Thousands of Oklahomans are upset to learn they may no longer be able to see their doctors after receiving notices from Hillcrest HealthCare System about possible changes to their insurance company next year.
Hillcrest is still in network with United Healthcare, but that may not be the case as of May 2023.
The problem is that patients now have to hurry and either re-enroll or choose a new plan by December 7th.
The following statement is from Hillcrest HealthCare System: “Hillcrest HealthCare System currently remains in-network with UnitedHealthcare. However, we are working to notify UnitedHealthcare members of pending network changes that will end Hillcrest’s in-network status with all United plans beginning in May 2023. As health systems across the country, our operating costs have steadily increased over the last few years. United’s reimbursement rates have not been adjusted to help offset these pressures. We recognize the disruption this will cause to patients and will work closely with affected individuals to ensure a smooth transition from care during the ongoing Medicare annual enrollment period, Hillcrest patients using a Medicare Advantage plan from United as their primary insurance may choose to remain with their Hillcrest providers by choosing another health plan contracted with Hillcrest. Those individuals can visit Hillcrest.com/Medicare for more information.It is important to note that here The change does not affect United members’ access to emergency care, as all health plans must consider in-network emergency services. Additionally, Utica Park Clinic, Oklahoma Heart Institute clinics and Tulsa Spine & Specialty Hospital will remain in network for United members.”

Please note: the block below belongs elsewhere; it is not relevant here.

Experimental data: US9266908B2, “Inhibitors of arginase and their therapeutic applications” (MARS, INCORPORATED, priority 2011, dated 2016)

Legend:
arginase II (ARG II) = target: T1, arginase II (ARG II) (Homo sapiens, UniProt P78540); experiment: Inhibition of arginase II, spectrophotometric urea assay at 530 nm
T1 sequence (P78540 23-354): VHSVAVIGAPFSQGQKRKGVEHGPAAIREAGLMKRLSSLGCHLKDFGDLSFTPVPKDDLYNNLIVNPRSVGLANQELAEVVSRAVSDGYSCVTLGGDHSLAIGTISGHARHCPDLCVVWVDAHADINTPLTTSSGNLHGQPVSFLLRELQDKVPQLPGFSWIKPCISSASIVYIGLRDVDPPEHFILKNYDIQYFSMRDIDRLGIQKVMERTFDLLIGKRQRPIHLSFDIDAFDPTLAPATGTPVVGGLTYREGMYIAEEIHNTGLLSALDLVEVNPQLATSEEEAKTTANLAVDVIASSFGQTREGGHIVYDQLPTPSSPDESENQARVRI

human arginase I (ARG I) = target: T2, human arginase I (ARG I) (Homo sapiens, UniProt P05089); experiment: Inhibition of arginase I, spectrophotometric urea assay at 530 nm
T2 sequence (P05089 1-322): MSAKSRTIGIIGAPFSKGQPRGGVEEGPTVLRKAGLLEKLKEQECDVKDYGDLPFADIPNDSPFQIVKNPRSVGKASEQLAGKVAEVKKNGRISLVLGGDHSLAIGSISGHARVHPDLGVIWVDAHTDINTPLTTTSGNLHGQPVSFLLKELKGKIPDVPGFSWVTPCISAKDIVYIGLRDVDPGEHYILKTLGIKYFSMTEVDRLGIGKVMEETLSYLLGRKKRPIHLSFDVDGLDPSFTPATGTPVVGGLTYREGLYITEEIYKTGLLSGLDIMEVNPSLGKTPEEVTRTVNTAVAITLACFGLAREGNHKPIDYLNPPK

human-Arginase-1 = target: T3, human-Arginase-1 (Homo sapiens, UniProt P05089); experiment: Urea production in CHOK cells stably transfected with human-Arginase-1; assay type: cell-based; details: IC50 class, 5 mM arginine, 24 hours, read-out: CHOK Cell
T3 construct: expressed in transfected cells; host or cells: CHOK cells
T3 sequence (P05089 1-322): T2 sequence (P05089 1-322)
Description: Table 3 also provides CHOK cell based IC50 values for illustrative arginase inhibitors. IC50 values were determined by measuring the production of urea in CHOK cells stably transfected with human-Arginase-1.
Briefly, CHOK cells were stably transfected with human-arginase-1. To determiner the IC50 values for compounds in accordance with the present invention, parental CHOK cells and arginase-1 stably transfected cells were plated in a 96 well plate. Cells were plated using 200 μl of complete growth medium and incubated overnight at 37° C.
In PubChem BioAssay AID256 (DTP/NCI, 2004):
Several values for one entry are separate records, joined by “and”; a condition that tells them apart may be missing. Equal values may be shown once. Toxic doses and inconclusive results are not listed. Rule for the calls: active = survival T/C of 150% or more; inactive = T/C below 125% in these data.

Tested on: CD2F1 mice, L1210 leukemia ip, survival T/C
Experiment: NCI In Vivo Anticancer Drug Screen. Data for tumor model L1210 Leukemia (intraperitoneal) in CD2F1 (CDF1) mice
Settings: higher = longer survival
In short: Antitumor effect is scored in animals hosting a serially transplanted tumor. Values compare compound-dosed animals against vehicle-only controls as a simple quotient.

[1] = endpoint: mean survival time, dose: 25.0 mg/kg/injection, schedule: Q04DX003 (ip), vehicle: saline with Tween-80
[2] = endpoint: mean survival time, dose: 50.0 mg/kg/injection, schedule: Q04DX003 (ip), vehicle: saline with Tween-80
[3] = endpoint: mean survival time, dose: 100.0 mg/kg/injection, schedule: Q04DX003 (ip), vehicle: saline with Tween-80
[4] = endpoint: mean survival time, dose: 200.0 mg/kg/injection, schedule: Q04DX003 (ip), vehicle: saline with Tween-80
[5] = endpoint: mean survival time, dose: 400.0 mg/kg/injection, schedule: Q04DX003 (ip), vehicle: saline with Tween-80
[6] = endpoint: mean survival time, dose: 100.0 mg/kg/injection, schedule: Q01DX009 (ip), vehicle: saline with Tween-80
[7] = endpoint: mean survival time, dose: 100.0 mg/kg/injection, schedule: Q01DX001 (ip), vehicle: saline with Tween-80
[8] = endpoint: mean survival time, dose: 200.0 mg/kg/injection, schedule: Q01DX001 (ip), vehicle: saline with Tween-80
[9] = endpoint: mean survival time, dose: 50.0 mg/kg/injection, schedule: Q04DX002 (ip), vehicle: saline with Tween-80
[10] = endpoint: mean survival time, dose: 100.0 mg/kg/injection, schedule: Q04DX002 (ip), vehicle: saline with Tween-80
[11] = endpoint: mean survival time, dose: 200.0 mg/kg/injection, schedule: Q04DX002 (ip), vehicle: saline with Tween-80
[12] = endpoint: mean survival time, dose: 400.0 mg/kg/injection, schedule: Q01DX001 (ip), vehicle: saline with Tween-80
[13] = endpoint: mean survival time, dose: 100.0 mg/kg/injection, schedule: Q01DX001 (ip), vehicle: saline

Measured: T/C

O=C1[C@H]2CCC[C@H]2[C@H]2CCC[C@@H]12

“They want their doctors and nurses to be paid more on United’s Bill,” said Alex Tarasenko, Medicare Enroll USA. “They’re just honestly hoping that people leave United Healthcare so they don’t have to worry about renegotiating it.”
Tarasenko said when he called the number suggested by Hillcrest and used his mother as an example, the help line didn’t even ask him what hospital she was going to or what prescriptions she was taking.
“They said here are your two options, which one do you want,” says Tarasenko. “I’ll go find another doctor, okay? But good luck telling my mom to change her doctor. It’s just not going to happen.”
He said most senior citizens care most about keeping their doctor. But if they switch from United, they might get stuck with a haphazard plan and end up losing some of their benefits and possibly costing them more.
“Seniors who give you $800, $900, $1,000 in Social Security, they can’t afford to pay cash for anything,” Tarasenko said.